– – – – – – –
Some thoughts written down…mixing-up the readings and related responses…no editing on purpose as I want to keep them as thoughts…some visual inputs…hope it flows!
– – – – – – –
I grew up in Italy and I was brought-up as a Catholic when I was a child; art and religion were somehow always the main method and connection, even in education, to teach various catholic/christian values and histories. Major artists in Italian history actually painted, sculpted, drew only the religious scripts and human dynamic coming consequently from it. Many artists at different point of history only worked and made a living as artists because the Church commissioned them to create art that was focusing on spirituality…and power we should add. Power that was balanced for human social constructed needs; power that was given by the strength of the religious architecture, by the dimension of the paintings, by the richness of the colours on the glass-windows, by the complexity of the construction of the mosaics.
And so artistic skills in combination with religion were a way of underlining the beauty of infinite and unknown spirituality as well as framing the human condition of belief and role in society. I even remember the convent and the nuns (who I loved a lot) in my primary school time, and how the space was shaped with paintings and sculpture and floor-mosaics in the context of education too. I don’t commonly connect religion within my own artistic practice and/or academic research, but religion was strongly present at the very beginning of my education path. Christian values are present in my way of being still today, and I have family members, friends and colleagues with a variety of religious beliefs and religions/scripts to follow; open conversation and respect if key.
I also have at least three UAL students this year that are looking at religion in relation to design; in the past there were a few other students looking at religion and race, as well as visual spirituality and social construction. My way of teaching and tutoring in these cases is open as it usually is in other projects; every project needs to be taken seriously and analysed in depth. It is interesting to come to term as well with ethnographic and auto-ethnographic practices and how those can also affect the students’ experiences during their processes. In the UK I find that even more exciting as you have a multi-facet cultural society and so the different angles and perspectives can be better contextualised, maybe focusing on case studies if needed, data gathering, self reflections and visual ethnography. From what I have observed from those projects, it was a flow of questioning faith in relation to art&design and vice-versa….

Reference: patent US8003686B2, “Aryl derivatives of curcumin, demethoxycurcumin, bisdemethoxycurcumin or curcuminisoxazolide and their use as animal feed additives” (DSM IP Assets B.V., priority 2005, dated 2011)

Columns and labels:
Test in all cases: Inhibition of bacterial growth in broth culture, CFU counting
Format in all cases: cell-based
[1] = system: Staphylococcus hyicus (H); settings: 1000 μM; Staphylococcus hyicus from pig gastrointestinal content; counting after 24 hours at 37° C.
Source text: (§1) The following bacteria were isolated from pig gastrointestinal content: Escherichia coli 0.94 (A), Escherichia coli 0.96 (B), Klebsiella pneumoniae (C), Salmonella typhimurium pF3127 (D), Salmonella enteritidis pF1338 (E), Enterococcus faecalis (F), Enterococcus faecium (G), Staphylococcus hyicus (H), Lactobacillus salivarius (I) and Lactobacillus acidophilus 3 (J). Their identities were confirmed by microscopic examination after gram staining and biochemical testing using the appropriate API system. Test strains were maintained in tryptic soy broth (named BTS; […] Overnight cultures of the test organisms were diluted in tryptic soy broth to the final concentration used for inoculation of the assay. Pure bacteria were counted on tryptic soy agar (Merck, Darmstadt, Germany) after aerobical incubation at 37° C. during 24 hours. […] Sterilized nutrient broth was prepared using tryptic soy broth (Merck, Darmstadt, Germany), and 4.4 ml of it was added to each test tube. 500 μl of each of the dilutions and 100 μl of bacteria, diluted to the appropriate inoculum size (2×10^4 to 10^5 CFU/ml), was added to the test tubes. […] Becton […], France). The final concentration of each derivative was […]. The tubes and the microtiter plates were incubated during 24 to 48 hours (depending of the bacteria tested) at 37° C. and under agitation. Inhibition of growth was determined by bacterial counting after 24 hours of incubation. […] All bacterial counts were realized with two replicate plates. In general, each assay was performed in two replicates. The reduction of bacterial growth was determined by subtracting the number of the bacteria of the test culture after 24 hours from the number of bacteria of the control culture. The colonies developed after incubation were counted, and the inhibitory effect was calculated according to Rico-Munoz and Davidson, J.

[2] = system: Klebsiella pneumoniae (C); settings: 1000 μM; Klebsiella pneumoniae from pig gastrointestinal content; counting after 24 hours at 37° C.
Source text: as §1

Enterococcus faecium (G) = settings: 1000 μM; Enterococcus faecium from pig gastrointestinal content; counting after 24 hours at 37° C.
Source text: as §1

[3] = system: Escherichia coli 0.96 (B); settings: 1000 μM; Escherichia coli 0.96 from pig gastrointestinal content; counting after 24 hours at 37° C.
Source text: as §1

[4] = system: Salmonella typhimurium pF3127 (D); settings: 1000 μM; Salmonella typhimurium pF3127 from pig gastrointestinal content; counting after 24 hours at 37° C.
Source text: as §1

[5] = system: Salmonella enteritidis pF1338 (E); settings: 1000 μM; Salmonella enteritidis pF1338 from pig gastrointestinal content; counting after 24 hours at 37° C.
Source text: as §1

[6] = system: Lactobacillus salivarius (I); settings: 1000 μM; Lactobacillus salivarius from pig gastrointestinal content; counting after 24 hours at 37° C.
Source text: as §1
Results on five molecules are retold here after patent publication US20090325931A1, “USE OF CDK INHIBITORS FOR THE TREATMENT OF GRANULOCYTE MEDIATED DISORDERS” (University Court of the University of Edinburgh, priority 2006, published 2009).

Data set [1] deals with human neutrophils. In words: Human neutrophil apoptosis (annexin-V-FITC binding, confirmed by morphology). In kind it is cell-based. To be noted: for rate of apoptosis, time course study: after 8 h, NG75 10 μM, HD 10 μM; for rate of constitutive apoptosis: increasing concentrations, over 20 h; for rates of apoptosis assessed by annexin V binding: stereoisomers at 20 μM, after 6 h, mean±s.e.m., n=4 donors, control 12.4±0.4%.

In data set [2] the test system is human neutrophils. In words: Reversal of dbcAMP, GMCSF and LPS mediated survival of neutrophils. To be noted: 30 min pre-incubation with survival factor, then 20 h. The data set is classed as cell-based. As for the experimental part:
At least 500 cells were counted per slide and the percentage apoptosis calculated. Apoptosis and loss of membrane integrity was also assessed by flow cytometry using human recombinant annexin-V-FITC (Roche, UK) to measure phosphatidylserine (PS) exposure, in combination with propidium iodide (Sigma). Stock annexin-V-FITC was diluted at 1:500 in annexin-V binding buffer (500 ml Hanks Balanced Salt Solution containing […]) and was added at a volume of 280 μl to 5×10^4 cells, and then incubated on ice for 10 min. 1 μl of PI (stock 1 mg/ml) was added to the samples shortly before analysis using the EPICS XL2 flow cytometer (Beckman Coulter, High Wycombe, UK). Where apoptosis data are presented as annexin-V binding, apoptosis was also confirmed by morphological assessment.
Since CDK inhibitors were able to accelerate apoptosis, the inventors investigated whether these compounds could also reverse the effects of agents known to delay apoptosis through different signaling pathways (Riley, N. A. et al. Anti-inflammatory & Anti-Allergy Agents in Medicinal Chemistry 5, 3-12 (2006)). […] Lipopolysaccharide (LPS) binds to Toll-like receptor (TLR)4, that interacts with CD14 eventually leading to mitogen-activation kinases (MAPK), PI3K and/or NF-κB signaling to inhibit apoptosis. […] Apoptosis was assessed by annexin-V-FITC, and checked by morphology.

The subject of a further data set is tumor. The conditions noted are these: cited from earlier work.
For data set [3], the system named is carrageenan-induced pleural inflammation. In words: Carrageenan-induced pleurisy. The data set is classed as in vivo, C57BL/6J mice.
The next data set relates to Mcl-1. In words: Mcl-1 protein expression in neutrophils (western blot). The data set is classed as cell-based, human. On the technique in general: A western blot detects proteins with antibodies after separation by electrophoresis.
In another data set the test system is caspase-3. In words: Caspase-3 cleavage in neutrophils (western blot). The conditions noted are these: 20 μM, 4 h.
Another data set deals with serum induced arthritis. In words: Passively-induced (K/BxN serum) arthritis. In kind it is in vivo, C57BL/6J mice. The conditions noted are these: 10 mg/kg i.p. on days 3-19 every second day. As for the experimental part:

…and then, connecting again to Modood and Calhoun stimulus paper, this questioning and framing and contextualising comes as well into complex thinking about how identity is formed and shaped by cultural frameworks. In a public scenario, how much space we give to discussion and exchange around the topic, how institutions approach and/or how far they believe in diversity, and how the dynamic of treatment of differences is included in daily practices and not only in a written guideline…
…a written guideline that is then reflected by a political belief of some kind, that might change from political party to political party; of course that can have different degree from country to country, but usually a right conservative perspective and a left liberal political perspective is clearly very opposite and can affect national guidelines on equality, tolerance, respect for difference, help others.
And so, here, I just want to link to that cross-connection about written truths (that is also present in BBC lecture on Creed) and how those truths are used religiously and politically to determine and to shape an ad-hoc social constructed truth. And so those scripts (not only as religious texts but also political programmes) are then interpreted in a variety of ways for power dynamics and can be used to turn people against others (see also the use of social media in relation to that) for various topics of immigration, religious minorities, new sub-cultures forming.
Then it becomes clear (at least to me) that the practice of religious values can cross-over obstacles and change (in time and in people and in ideas) that a “following” of a static textual truth cannot give. The complexity of human identity puts us in this reality of struggles…and those struggles can be faced by communication and discussion and respect and openness. And so, as I see these as key elements and ingredients for a better society, I see those as key ingredients of my teaching and learning too.
– – – – – – –